Twins Trash, LLC Cleans Up

Trading trash for dollars

The knock came loud and clear.

The doorbell doesn't work at my new little abode.

Expecting to see the maintenance folks, it surprised me to see two young gentlemen, each wearing shoes on the wrong feet, maybe only 6 or 7 years old.

One looked at me and looked down, took a deep breath in, and said, "Can we take out your trash for a dollar?"

They impressed me immediately. He'd rehearsed this line.

Of course, I said, "YES."

I got a dollar for each and handed them the double-bagged light trash. It was primarily full of plastic wrappings and paper.

A quick debate ensued over who was carrying the money. "You don't have pockets. Give it to me!"

"You have to share," I said. "There is a dollar for each of you."

Were the trash bags slung over their shoulders from another customer who stiffed them, or was it merely being used as social proof? If it was the latter, that was genius.

They acted as though that was the first payment they'd gotten that morning.

They finally settled on each keeping a dollar and scampered off to the next door.

These KIDS are doing door-to-door sales with one skill they can do (they need to be bigger to push a lawnmower) and are DOING IT.

Here's what I noticed:

  • Quick elevator pitch explaining the service, the cost, and a call-to-action, all in less than 20 seconds

  • Cash sales

  • Not focused on perfection - shoes on the wrong feet, no pockets

I hoped lunch and a bowl of ice cream waited for them upon their return. They were working hard and taking pride in their work.

A week later, they came by again. This time, they explained they were saving money to buy their sister birthday presents for the upcoming weekend.

"If that's the case, then today, you each get two dollars." Thankfully, I had enough ones on me. This time, there was no arguing over who held the money, their shoes were on the right feet, and the money went straight into a plastic pencil box they'd emptied just for this job.

The "trash" I'd given them were two small bags full of mostly paper packaging and nothing sharp, heavy, or leaky. I'd set it aside in anticipation of their arrival.

Off they went.

Almost two weeks pass.

Knock. Knock. Knock.

It was the twins again.

This time, they were each sporting a new baseball cap, a new backpack, and a brand new turquoise blue, child-size push scooter.

I remained silent. He must ask.

"Can we take your trash out for a dollar?"

"Yes."

When I returned with the "trash," they were eager to tell me their results. "We raised just over 100 dollars, and you helped us! We each got new hats, a new backpack, and this scooter. Thanks, ma'am!"

This time, the trash bags went over each handlebar with others they'd collected before arriving at my place. One swiftly collected the cash into the pencil box and returned it to the backpack.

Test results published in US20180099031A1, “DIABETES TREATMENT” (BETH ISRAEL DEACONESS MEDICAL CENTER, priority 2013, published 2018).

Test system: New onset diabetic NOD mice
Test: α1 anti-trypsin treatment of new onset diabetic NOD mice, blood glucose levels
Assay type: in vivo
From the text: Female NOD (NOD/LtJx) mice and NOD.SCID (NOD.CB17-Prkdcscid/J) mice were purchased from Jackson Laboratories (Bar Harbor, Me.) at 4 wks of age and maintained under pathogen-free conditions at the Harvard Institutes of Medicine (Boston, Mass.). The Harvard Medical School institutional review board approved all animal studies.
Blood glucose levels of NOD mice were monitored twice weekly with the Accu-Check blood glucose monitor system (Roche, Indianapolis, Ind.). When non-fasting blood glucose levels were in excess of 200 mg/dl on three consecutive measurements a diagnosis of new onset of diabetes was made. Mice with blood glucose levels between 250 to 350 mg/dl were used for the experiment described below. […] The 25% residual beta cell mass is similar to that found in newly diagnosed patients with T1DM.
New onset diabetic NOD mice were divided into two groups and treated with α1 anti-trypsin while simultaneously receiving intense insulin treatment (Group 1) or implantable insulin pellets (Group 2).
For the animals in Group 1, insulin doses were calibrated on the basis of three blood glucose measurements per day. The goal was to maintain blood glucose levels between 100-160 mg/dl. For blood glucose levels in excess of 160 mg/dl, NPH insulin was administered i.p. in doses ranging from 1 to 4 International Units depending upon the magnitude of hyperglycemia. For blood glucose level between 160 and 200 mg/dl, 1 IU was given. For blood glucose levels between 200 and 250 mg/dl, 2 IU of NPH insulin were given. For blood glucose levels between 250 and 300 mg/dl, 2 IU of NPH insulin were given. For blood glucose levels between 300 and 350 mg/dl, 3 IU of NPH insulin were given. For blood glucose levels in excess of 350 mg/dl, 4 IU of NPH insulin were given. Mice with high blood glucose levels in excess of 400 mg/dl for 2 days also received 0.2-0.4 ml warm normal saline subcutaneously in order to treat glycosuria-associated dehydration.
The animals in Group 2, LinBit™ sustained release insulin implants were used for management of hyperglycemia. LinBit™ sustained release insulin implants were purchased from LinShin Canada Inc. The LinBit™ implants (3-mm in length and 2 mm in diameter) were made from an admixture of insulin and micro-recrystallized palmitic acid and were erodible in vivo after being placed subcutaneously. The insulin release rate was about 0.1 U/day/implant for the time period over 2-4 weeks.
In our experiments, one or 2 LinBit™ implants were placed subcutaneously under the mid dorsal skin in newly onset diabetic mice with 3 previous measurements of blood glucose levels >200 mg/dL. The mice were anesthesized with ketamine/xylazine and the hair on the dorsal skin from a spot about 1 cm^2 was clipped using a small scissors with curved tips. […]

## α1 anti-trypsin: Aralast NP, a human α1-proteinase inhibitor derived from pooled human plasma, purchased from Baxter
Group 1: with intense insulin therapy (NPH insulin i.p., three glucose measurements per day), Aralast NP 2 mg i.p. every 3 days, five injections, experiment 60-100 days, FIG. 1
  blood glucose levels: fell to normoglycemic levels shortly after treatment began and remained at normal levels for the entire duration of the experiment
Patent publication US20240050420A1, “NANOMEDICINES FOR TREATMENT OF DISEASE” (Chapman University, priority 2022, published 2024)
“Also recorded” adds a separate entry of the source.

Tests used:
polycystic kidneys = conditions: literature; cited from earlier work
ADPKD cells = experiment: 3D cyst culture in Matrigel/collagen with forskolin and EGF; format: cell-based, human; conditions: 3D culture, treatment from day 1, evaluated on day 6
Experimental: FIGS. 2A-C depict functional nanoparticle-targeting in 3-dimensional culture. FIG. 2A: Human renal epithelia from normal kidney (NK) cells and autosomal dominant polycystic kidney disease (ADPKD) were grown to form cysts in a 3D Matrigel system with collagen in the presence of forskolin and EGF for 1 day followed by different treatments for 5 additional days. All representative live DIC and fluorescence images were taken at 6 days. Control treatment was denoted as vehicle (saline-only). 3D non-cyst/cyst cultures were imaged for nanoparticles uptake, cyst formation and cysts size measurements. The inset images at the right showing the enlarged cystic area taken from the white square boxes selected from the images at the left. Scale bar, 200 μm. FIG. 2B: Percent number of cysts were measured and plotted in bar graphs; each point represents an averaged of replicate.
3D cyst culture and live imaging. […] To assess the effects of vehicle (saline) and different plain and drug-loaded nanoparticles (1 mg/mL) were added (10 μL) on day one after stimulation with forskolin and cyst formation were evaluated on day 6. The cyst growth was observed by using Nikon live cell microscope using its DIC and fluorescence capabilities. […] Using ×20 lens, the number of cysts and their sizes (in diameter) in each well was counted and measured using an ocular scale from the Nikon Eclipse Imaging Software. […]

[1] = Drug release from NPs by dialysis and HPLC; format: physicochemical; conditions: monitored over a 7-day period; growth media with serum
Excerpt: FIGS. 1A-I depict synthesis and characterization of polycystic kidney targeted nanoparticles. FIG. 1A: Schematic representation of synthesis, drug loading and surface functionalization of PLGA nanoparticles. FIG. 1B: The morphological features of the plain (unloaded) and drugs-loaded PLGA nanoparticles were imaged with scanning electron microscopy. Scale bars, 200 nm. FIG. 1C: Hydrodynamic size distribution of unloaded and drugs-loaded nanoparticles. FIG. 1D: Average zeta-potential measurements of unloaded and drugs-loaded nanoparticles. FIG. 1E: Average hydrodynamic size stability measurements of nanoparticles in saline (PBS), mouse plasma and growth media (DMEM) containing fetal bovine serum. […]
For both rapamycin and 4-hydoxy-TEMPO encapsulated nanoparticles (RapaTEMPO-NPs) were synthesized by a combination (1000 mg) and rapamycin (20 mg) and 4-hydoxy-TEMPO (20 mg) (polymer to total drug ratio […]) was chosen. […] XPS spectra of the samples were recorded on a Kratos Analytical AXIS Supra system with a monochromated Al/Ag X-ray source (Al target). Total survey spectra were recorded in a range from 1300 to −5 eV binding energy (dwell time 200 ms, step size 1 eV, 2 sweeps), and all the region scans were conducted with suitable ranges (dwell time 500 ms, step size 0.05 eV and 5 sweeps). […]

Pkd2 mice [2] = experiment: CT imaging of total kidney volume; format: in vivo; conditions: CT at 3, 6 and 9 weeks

They poured their profits into their little company.

Yesterday, the knock came again.

This time, it was only one brother. He was disheveled, worn, and tired. It was over 100F out. It was 6 p.m., and he held half a can of Dr. Pepper. He barely uttered the question, "Can I take your trash out for a dollar?"

"Yes. Let me get it." There was no trash this time, so I had to hurry and think of something. I grabbed a bag from under the sink and put a piece of cardboard in it and some junk mail that had arrived earlier.

"Are you OK?" I asked him, handing him the bag.

"Yes," he said quietly.

"Make sure you drink more water."

He looked to the side and shouted, "Yeah, yeah, she said YES!" I heard the other brother shout back.

"I will," and he left. School started for the little kids here already. This was after school and after homework. They were dividing and conquering the complex.

Nice.

Part of me wonders if everything is OK at home. You never know these days.

Twins Trash, LLC, is a successful, thriving little business. Who knows how long before they stop and move on to other things?

I hope these brothers stay close during their lives and that they repeat these valuable lessons when they're older.

(Twins Trash LLC is just the nickname I've given to them. I don't need the IRS trying to track them down and steal their profits.)

Dear Scribbler

Q. I don't have a choice but to leave my kids in the public school system. I want them to grow up with adventure, but I cannot provide that to them in ways they value. I want them to explore their hobbies but balance nurturing their interests and ensuring they're properly educated. What can I do? I don't trust the public schools.

A. You're not the only one that feels that way.

There are a few things you'll want to do. The order is not necessarily important, but that you take action is.

Dial in on your kids' interests. 

If it's not unlawful, help them research it as much as possible, both online and at your local libraries. Have the kids hunt down online organizations and events related to these interests within a 90-mile radius (or smaller) of your home. If it's possible to attend these events, try to do so. If not, have them research the individuals attending or presenting the event. Let them learn about their backgrounds, careers, and resources the person may have published about your child's interest. This will keep them busy for a bit.

If the topic is unlawful or taboo, don't stop the conversation, but help them research it from age-appropriate or academic stances. For example, if you suspect your pre-teen is only interested in the isolated tribes found in the Amazon Jungles because they want to see skin-laden pictures in National Geographic magazines, help them instead by finding research books on the tribe's customs, eating habits, how they hunt, and social standards. Try to find recipes you can make at home from that part of the world, or help them recreate a mock weapon of their choice (safely, of course) the tribe uses.